Compare to CAMP and APD databases, significant improvements available in LAMP include not only significantly more AMPs than CAMP and APD databases (5,547 in LAMP versus ∼ 3,782 in CAMP and 1,228 in APD), but also the unique Cross-links and Topview functions – this not available in CAMP or any other online resource. Currently LAMP (March, 2013) holds 5,547 AMPs, containing 3,904 natural and 1,643 synthetic AMPs by origin, containing 3,203 experimental, 1,491 patent and 853 predicted AMPs which may later be found not to be AMPs by data source. Also, LAMP possesses the particular MIC values and cytotoxic info for the study of the relationship between sequence and activity and future function development. Of the 3,051 natural peptides (excluding 853 predicted AMPs), there are 955 AMPs with MIC value and 178 AMPs with cytotoxicity data.
Limitations and Future Prospects
As we all known, activity and toxicity are equally important for medical drugs. In the current LAMP, the cytotoxicity information of the AMPs is rare. In future, we will focus on collecting the cytotoxicity information and integrate the therapeutic index (MIC/MHC ratio) into LAMP so that the AMPs can be evaluated more accurately. Moreover, we plan to implement updates, continuously assess the data quality, and integrate some structural analysis tools and certain Web2.0 functions, like Wiki, into LAMP to improve its user interactivity and progress research in the field of AMPs design and structure function exploration.
LAMP is a comprehensive and web accessible database of AMPs. The current version of LAMP has 5,547 entries (till March, 2013), including 3,203 experimental-validated, 1,491 patent and 853 predicted AMPs. The database can be queried either by simply using keywords or by combinatorial conditions searches. The tools and statistical information in LAMP will not only aid in enhancing our current understanding of AMPs and their mechanisms of action but may have implications in the development of new drugs for medical applications. LAMP now is available at http://biotechlab.fudan.edu.cn/database/lamp/.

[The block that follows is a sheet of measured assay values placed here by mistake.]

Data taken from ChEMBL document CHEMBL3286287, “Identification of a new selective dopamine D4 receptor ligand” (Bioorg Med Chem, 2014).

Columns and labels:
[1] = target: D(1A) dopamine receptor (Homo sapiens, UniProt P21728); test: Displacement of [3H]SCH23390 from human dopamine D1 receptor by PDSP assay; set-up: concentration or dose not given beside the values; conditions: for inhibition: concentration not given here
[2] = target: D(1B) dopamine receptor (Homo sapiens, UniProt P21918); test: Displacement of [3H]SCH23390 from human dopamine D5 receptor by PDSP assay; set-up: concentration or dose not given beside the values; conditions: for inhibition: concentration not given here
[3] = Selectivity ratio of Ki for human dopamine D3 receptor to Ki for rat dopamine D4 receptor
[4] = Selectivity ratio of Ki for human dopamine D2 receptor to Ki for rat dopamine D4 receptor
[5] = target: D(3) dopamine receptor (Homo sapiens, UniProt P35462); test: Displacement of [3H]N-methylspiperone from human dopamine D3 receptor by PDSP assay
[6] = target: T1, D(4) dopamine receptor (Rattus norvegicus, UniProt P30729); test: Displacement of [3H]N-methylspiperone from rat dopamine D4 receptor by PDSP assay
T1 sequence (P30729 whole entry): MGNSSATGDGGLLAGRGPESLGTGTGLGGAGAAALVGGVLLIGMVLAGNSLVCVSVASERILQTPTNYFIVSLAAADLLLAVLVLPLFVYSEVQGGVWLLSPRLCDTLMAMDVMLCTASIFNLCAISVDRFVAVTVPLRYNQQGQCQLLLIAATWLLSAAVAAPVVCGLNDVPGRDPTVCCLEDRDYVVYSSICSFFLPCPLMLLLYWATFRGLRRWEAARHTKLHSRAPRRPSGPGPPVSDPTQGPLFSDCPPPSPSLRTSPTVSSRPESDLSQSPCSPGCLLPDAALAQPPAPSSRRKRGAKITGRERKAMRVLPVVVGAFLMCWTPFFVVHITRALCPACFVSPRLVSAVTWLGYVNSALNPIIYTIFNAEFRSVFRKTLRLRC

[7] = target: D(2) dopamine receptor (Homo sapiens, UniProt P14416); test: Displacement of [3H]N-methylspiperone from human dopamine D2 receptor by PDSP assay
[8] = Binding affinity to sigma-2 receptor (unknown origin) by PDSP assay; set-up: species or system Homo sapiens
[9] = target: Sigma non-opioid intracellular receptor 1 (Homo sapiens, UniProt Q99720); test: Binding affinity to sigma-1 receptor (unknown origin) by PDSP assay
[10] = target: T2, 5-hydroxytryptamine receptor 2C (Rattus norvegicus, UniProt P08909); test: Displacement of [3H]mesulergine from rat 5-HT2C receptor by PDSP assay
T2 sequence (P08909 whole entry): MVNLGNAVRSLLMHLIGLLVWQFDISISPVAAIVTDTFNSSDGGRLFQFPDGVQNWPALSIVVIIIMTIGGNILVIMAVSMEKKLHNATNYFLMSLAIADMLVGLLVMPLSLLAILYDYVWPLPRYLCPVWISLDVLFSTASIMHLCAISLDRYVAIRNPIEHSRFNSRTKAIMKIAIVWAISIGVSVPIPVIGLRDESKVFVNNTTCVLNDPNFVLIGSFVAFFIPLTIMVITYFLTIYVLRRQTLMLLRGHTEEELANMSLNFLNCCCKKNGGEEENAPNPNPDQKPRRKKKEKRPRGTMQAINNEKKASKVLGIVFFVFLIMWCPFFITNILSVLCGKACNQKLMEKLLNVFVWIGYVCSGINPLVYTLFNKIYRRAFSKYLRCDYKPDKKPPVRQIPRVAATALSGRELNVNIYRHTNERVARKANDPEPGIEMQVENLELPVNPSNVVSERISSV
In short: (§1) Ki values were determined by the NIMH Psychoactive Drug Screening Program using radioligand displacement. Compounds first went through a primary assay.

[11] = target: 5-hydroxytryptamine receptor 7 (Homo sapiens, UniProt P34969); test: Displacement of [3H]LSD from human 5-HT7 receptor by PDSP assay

Materials and Methods
Data Collection and Organization
All the AMP sequences were collected manually from the scientific literature or from the annotated UniProt and other AMP-related database. To ensure data quality, we sourced the information only from authoritative public databases and published scientific literature, as well as from patents. The AMPs collected in LAMP include natural AMPs and synthetic AMPs. Additional physicochemical data on the AMPs was either calculated via Bioperl programs or identified from the scientific literature. All of the collected information was classified and filled into 10 relational tables in MySQL. For each AMP, a unique identification number (i.e., LAMP ID) beginning with the prefix L was assigned. Each entry also contains general data, such as protein name, protein full name, producer organism, simple functional annotation and protein sequence, domain information, 3D structure, and relevant references. For the AMPs that already exist in the UniProt, InterPro , PDB  databases and/or other public AMP-related databases, hyperlinks to these databases were created in LAMP. Additional physicochemical data, including the calculated pI, and charge at the pI, are also provided. Moreover, MICs and MHC values are included, when the data are available.
Web Interface and Application
LAMP was built on an Apache HTTP Server (V2.2.14) with PHP (V5.2.13) and a MySQL Server (V5.1.40) as the back-end. HyperText Markup Language (HTML), JQuery (V1.7.2) and Cascading Style Sheets (CSS) were used at the front-end. Apache, MySQL, and PHP were preferred because they are open-source software and platform independent, respectively, making them suitable for academic use. To perform the online sequence alignments, the BLASTP program (BLASTP V2.2.25+) was used for sequence homology searches against LAMP. The web server and all parts of the database are hosted at the Information Office of Fudan University, Shanghai, China.
We thank all of our colleagues at the State Key Laboratory of Genetic Engineering, Fudan University and at Shanghai High-Tech United Bio-Technological R&D Co., Ltd., China for their contributions to the literature search and discussions regarding this manuscript.
Conceived and designed the experiments: GL QH. Performed the experiments: XZ HW. Analyzed the data: XZ HW HL. Contributed reagents/materials/analysis tools: XZ HW HL. Wrote the paper: XZ HW.